By Samone Davis
Students who consider smoking marijuana “no big deal” might ponder this: Approximately 6 to 11 percent of fatal accident victims tested positive for THC, the main active chemical in pot.
Those figures come from the National Institute on Drug Abuse. The statistics hit close to home just a few weeks ago, when three young Coral Springs teens died in a car accident in which the driver had been smoking marijuana, according to police.
The major active chemical in marijuana is delta-9-tetrahydrocannabinol (THC), which causes the mind-altering effects of marijuana intoxication.
From the fatal accident, lab results showed “a recent ingestion” of THC by the teen driver, said Michael Wagner, senior toxicologist of the Broward County Medical Examiner’s Office. At the THC level found, he said, “The individual would be under the influence of the drug and would exhibit CNS (central nervous system) impairment.”
Safety officials say that marijuana affects many skills required for safe driving, such as alertness, concentration, coordination, and reaction time. It also becomes difficult to judge distances and react to signals and sounds on the road once a driver has smoked pot.
“If you cause a problem and have any level of drug in your system, you are guilty of using an illicit substance and drug use will be considered a contributing factor,” said Vince Diller, director of Health & Wellness at Palm Beach Atlantic University.
In a 2008 survey, 8.1 percent of the PBA student population reported that they had used marijuana in the past year, and 2.2 percent said they still use the drug. The university used the CORE Survey of Alcohol and Drugs, which is nationally standardized. PBA is one of the few Christian institutions that have made the investment to investigate these issues, said Diller.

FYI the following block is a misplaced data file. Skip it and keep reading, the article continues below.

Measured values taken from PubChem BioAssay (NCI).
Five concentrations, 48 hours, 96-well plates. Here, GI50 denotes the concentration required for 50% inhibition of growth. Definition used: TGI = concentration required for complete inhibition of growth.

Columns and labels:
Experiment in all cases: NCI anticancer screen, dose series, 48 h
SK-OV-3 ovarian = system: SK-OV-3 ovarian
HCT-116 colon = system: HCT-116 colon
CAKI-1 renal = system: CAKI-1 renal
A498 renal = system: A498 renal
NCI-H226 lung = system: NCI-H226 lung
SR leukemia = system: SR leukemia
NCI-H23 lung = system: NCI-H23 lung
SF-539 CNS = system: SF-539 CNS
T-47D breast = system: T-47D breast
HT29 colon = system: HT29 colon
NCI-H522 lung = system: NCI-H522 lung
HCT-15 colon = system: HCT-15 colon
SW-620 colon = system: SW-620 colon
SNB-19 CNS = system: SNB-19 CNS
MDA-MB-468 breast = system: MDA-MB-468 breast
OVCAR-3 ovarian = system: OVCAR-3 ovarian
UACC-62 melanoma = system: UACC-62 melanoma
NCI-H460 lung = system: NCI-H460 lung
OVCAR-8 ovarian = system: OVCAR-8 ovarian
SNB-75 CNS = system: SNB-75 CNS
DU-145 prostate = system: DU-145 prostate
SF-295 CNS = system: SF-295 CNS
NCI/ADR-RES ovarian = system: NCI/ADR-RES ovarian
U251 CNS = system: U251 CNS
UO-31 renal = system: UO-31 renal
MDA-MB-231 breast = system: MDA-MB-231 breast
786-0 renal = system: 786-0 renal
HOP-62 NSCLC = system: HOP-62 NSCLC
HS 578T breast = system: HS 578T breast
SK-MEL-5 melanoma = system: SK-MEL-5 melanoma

“The responses are anonymous and compared to national and institutional averages,” said Diller. He said that only 24.1 percent of PBA students considered marijuana use a health risk.
According to a report on drugabuse.gov, marijuana is the nation’s most commonly used illegal drug.
Many young people smoke marijuana because their siblings, friends or older family members use it, and some because of peer pressure. Others may think it’s cool to smoke pot, unaware of the health risks involved.
Research has shown that when a person smokes marijuana, THC passes from the lungs into the bloodstream, which transports it to the brain and other organs.
When it reaches the brain, THC connects with a certain type of receptor on nerve cells in areas that affect coordination, thought, memory, concentration, sensory and time perception, and pleasure.
This is what causes the user to get “high.”
Short-term effects of marijuana use include impairment in driving skills, impaired memory, difficulty in thinking or solving problems, anxiety attacks, impaired muscle coordination and impaired judgment.
Researchers say that long-term effects include changes in the brain, fertility implications, changes in blood pressure, and emotional problems.
In addition to the health risks, the use of marijuana is illegal in the state of Florida.